In life, we learn from our experiences, develop new skills and work to become a better person (whatever that means to us), but we never get to the stage where we think, "That's it! There's nothing else I can learn, and no improvements to make... I've reached perfection!". So why do we do expect this from our projects?

At the same time, we don't hide away from the world until we're good enough, do we? Our self-improvement happens out in the open, every single day. So why would our projects be any different?

Accepting that your projects, like you, are a constant, never-ending work in progress that you revisit and develop will allow you to be less critical of the flaws that you find because once you've found them, you can fix them, one at a time.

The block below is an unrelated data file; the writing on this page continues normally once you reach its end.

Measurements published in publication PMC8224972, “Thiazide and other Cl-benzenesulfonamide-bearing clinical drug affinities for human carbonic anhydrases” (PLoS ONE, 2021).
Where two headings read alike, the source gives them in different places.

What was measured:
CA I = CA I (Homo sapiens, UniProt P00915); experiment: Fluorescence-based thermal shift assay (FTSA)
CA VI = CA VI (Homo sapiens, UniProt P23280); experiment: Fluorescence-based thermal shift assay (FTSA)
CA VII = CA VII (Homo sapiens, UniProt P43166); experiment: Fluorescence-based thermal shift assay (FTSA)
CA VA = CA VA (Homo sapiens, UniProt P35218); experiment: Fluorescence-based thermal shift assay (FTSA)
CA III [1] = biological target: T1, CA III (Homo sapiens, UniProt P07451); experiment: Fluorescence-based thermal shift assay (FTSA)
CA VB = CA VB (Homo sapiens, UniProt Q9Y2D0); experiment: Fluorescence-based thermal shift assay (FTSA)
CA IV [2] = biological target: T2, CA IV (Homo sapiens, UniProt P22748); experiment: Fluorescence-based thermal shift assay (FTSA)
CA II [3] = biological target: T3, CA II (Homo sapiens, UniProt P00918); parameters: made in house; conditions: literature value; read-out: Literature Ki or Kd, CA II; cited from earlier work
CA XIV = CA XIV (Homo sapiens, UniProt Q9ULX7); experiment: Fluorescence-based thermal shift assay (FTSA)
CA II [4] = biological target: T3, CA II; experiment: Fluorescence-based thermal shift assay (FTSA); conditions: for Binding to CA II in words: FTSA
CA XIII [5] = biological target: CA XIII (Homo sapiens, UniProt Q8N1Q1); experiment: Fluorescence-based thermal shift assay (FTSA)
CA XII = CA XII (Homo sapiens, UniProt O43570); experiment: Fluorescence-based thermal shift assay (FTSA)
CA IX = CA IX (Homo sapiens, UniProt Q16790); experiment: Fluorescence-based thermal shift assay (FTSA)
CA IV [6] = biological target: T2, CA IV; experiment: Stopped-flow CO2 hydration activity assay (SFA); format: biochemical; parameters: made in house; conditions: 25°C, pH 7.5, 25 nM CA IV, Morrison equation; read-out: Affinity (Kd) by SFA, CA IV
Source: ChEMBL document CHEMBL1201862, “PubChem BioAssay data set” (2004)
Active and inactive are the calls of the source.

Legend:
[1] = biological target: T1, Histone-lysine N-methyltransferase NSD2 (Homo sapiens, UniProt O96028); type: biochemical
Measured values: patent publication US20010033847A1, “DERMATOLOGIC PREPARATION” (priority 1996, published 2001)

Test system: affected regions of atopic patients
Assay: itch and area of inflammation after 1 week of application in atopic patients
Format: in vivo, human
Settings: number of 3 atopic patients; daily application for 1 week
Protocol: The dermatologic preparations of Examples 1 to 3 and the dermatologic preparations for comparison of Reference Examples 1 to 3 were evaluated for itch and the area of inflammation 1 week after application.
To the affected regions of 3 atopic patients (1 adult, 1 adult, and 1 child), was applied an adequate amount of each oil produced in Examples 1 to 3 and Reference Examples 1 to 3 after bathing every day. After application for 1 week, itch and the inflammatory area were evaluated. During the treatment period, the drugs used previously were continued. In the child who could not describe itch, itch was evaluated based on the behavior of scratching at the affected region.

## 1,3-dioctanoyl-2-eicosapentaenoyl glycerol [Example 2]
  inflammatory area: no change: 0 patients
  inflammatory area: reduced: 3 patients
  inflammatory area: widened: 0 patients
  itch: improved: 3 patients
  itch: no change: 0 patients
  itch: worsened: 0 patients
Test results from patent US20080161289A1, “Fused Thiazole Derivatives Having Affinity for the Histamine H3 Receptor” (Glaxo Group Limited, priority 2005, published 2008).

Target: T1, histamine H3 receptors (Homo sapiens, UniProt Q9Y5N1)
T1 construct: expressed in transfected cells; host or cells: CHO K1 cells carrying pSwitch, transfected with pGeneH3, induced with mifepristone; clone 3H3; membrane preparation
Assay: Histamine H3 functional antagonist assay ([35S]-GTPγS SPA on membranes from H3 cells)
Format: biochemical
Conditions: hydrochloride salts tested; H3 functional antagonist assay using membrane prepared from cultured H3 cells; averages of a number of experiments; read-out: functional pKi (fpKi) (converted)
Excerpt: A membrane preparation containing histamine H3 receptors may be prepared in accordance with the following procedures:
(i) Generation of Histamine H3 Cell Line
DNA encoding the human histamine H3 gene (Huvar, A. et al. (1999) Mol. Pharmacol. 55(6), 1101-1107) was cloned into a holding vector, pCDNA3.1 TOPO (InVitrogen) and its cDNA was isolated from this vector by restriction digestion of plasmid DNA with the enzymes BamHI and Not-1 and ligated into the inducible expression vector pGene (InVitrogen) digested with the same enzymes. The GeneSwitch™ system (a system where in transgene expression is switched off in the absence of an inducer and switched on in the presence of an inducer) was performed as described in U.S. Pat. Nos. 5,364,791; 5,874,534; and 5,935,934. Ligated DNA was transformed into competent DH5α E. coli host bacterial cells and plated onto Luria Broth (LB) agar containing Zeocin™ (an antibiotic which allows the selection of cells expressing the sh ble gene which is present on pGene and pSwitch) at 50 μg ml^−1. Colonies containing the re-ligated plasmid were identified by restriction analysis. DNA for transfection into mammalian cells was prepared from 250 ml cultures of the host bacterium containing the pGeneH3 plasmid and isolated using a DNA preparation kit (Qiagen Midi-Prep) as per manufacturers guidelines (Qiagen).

Share the process, not just the product

If you agree that a project is never really, truly complete, then it's much easier to share your work because it'll always have some flaws (no matter how minor), but they won't bother you quite so much because you just haven't fixed them yet.

If we remember that the process is more important than the end product, then why wouldn't we show the project as it develops?

When I first started to learn to code, I started sharing screenshots, videos and links to my projects on Twitter to show each step in the development process.

Not only was this a great way to document the progress of each project, telling the story of how it took shape, but I found that others became invested in my progress and what I was learning and building. This gave me a huge boost in confidence, and helped me to see I was on the right track.

Expect criticism and accept critique

Everybody loves a try-er, right? Well... not everybody, but that's to be expected. It doesn't matter what you do or how well you do it, you just can't please everyone.

Depending on how big your following is, you're bound to receive both criticism and critique, but it's important to recognise the difference.